As the bells chime out the time, what follows is a mechanical musical template involving two sequential levels of drama enacted by painted wooden figures in the building's belfry — the higher of which shows a pair of jousting knights, while the lower sets in motion wooden figures of celebrants dancing in glee as the slumping of one of the knights on his horse indicates that the trouble above is all over.

The cheers that issue forth from the massive crowd in the square are clearly for the depicted revelry and not for the little show of combat that preceded it. Ain't gonna study war no more.

Off to the right of Marienplatz is a tall, yellowish building with long, cone-shaped spires that make it look simultaneously medieval and futurist and which somehow has the look of a movie prop rather than a truly functional structure. And, indeed, one is told that this is the site of the old city hall, totally destroyed by Allied bombing during World War II and replaced by a concrete facade with squares painted on to simulate the building's original stones.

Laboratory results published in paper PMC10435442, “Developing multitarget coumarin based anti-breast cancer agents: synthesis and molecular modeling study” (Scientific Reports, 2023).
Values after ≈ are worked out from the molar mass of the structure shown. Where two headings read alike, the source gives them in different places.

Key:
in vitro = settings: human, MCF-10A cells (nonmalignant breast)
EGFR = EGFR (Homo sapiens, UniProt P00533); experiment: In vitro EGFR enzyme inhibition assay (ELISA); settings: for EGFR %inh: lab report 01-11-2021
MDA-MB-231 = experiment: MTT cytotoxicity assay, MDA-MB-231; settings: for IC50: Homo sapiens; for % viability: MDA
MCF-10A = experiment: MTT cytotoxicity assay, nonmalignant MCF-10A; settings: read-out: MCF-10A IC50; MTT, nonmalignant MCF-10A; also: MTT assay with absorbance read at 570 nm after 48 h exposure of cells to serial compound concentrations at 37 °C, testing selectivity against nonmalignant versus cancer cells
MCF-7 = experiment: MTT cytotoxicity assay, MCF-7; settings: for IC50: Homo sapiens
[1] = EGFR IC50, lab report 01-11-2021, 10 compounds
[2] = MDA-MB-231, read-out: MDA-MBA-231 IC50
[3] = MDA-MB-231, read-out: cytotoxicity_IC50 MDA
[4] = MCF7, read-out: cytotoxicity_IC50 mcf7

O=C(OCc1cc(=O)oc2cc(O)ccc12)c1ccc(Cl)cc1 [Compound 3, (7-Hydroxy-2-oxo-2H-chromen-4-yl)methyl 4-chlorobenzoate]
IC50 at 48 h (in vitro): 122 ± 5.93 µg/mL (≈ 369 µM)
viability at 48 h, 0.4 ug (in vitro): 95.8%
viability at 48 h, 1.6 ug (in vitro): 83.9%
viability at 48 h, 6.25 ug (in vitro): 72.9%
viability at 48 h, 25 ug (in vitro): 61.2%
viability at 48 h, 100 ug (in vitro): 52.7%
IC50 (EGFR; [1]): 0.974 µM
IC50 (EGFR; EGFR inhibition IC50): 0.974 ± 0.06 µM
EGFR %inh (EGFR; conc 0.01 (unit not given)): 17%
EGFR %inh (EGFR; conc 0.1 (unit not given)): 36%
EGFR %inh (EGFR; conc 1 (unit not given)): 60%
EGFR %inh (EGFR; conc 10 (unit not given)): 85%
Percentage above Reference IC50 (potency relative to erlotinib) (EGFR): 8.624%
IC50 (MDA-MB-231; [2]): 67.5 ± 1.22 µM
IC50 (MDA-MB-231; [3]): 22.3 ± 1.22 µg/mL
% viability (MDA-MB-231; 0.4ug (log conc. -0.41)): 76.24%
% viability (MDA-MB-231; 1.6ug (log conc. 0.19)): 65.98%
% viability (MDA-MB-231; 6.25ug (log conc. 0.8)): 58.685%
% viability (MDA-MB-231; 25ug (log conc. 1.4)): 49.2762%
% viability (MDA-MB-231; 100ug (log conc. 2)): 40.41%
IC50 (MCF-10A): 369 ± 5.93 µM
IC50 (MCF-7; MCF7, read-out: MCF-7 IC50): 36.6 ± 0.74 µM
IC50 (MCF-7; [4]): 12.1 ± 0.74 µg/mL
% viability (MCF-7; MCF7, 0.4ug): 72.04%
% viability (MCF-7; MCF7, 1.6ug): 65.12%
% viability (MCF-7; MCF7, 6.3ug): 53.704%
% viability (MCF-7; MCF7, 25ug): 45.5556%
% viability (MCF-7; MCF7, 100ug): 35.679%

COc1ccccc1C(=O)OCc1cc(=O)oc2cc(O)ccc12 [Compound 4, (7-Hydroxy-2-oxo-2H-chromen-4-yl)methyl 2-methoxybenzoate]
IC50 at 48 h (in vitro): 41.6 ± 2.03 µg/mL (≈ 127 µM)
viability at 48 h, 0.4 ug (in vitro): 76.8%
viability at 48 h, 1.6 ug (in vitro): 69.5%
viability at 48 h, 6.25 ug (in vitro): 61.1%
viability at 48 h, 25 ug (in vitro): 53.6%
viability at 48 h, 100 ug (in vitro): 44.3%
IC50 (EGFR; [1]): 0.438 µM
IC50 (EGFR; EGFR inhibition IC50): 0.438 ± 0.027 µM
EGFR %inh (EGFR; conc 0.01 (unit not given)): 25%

Munich wishes above all to manifest its ancient traditions of Gemütlichkeit — hence, the massive annual carnival of Oktoberfest (the original one so named, mind you, and one that dwarfs all imitative festivals, in Memphis or elsewhere).

The city is doing its best to live down its reputation as an erstwhile Nazi capital, of sorts. It was here that an ex-solider named Adolf Hitler attempted to begin a putsch against the newly established Weimar Republic in 1923, and it was here that Hitler, after release from a slap-on-the-wrist prison term, established his party headquarters, biding his time until the international Depression in the early 1930s generated enough new chaos for an already traumatized people to see his iron-hand rule as a last, desperate way out.

We know the story, and, believe me, so do the Germans. They maintain Dachau, the suburban retention facility that became the new regime's first concentration camp, as an object lesson for themselves as well as for the steady train of international visitors that come to see it.